On August 25, 1882, Thomas filed a lien against the Hukill Gold and Silver Mining Company of New York, which he alleged was indebted to him for $3,032.75 "for work and labor done by me and by the assignees of the claims hereinafter specified of which claims I am the assignor, under a contract with your agent..." The lien listed the wages owed to Thomas and 30 other miners, including his eldest son Thomas H. Stephens. 

In December 1882, the court sided with Thomas and awarded him $3,116.98.

Georgetown Courier - December 7, 1882

With a court order "in favor of Thomas K. Stephens and against the goods and chattels and real estate of the Hukill Gold and Silver Mining Company", the county sheriff advertised a sale of Hukill's property "at public vendue" to satisfy Thomas' claims. Thomas had prevailed on behalf of himself and his fellow miners and burnished his reputation as a man of integrity - committed to fulfilling the employment agreements he made with dozens of men.

Plat diagram of the Hukill patent, recorded March 10, 1877

Mining just for fun

While Thomas was fighting for back payment from his previous employer, the Colorado Mining Gazette shed light on his workload and how he was making ends meet. In September 1882, they reported that the Star Tunnel site was being worked by day and night shifts and identified "Mr. T. K. Stevens (sic) is the contractor on this property."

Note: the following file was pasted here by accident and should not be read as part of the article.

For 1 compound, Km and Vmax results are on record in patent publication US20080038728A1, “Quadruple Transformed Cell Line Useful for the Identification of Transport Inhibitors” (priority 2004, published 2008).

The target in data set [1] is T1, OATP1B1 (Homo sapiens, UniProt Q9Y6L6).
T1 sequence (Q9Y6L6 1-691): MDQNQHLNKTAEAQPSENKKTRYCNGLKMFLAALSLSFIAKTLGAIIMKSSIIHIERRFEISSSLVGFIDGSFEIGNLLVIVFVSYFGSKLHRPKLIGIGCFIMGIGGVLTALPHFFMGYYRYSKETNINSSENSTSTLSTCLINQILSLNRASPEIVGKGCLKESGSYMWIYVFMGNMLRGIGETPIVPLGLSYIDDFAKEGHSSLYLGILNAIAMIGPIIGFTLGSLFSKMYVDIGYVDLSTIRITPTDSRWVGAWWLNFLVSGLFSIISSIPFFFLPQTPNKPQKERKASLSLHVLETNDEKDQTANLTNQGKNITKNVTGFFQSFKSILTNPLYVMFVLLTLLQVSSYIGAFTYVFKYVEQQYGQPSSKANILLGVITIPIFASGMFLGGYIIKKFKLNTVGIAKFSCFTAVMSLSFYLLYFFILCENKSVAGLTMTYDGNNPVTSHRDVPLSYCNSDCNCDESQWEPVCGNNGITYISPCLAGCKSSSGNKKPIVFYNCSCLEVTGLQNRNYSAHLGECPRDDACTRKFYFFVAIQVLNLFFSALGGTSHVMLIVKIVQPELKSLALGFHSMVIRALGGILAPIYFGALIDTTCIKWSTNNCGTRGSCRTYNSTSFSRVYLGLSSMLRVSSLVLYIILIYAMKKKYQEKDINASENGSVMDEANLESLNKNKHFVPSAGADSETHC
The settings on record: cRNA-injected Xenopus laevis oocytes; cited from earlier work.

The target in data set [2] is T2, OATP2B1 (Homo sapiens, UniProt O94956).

Colorado Mining Gazette - September 23, 1882

Star Tunnel site (lower middle left) - c.1890-1910
Photo courtesy of Denver Public Library Special Collections

Later that year, another dispatch noted: "Mr. Tom Stephens, the old reliable contractor exhibited to the editors of the Gazette a magnificent specimen of gold quartz just received from Nova Scotia during the last days." Apparently, he had maintained links with his Canadian sojourn. The paper also disclosed Thomas' new hobby, announcing that "he bought the Heddenburgh [mine] in Spring Gulch just for fun."

Colorado Mining Gazette - December 9, 1882

Sure enough, among Idaho Springs' land records is a deed dated December 2, 1882 documenting the $200 purchase of the mining claim known as the Heddensburg Lode in the Coral Mining district. Curiously, Thomas bought the lode with his step-father Thomas Mulcrane - the first indication that his mother, Sarah (Kitto) Stephens Mulcrane, was also in the area. 

Excerpt of Thomas K. Stephens and Thomas Mulcrane's
1882 purchase of the Heddensburg Lode

Whether much fun was ever had is uncertain. After Thomas' untimely death, the mine would continue under the operation of his son William John Stevens.

Citizenship, Incorporation, and Wrasslin

In May 1883, Thomas sold to his wife Susan their lots in Idaho Springs. She paid him $700 ($525 more than Thomas paid for the property just ten months earlier). Why was he moving their real estate in her name?

Excerpt of Thomas K. Stephens selling lots to his wife Susan

The following month, Thomas' ancestral heritage was on display. A dispatch from Idaho Springs, published in The Rocky Mountain News, named the winners of the town's Cornish wrestling match. A second place prize of $40 in gold went to Thomas Stevens. It's unclear whether this is Thomas - who was 37 years old - or his son Thomas H. Stephens who was 16. Either way, it's a rare confirmation that a popular cultural activity from their homeland (known colloquially as "wrasslin" in Cornwall, where the form of wrestling originated) was still practiced.